My dad was in the RC Navy for 36 years and reached PO1
before retiring and getting his shadow box
a couple years ago.
As I was growing up he was always away for 6 months at a time and we often got to visit him on his posted ship (where we collected a lot of stickers... and he would always sneak us even more, and give us tours). He got to travel all over the world and he loved every minute of being a sailor. His and our worst year was in 2001. My dad was one of the first Canadians to deploy for Afghanistan on a campaign against terrorism; he was posted to one of the Naval vessels that were to depart immediately. I remember a lot of people in my school saying my dad wasn't going to come back, and that he would lose his life there (obviously a lot crueler than that, since 10 year olds aren't very nice ): ) and I had nightmares for a long time about him being at the bottom of the sea somewhere. That was the hardest six months for all of us. I would always email him and give him "The live at home news featuring star reporter, your favourite daughter" which he later told me he showed his pals and it brought on a lot of laughs. He even gave us permission to get our first dog in a long time, though we refrained from telling him she was part great dane :'), which he in turn freaked out about hehe. Luckily, he came back. Sadly, not quite himself. It's not something he talks about, or wants to talk about, and my dad always loved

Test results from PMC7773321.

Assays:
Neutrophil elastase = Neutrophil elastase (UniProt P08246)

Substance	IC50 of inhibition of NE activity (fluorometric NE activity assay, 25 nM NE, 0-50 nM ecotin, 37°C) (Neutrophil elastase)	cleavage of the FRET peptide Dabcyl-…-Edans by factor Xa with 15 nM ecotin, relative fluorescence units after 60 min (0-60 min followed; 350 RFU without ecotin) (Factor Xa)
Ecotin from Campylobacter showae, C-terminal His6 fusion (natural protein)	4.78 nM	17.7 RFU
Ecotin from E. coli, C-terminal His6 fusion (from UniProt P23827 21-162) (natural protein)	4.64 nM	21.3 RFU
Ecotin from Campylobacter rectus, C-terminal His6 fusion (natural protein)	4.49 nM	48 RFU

sharing his funny encounters while on his worldy adventures. He is such a wonderful person, he would give anything and everything to help a friend or a stranger in need. (heck he even collects/keeps basically everything
because you will never know who will need that old screw that he found on the side of the road (someone needed something obscure that he had once in the last 10 years and he's convinced it will happen again)). He's been working through his PTSD these last 15 years and he's been so much better, he's slowly getting back to his old self (a santa claus jokester) and always has a twinkle in his eyes.
I am really lucky and grateful for my "big king daddy-o". as embarrassing as that is we still call him that
He is a big part of who I am, and who I strive to become.
I know a lot more people who have served and who will serve. I will sadly not be attending a remembrance day service, due to it not being a statutory holiday in my current country of residence, but my heart and thoughts will be there. They will be with my dad, who leads the service in our hometown (you wouldn't want him to yell at you!!), my mom, who always marches alongside him, the many legion, navy, army and air veterans, officers, members and volunteers who are serving, who will serve, those who have returned and those who will never. I cannot express the amount of gratitude and respect I have for each and every one of them. Thank you so much for everything you have done, and will do for your country and it's safety.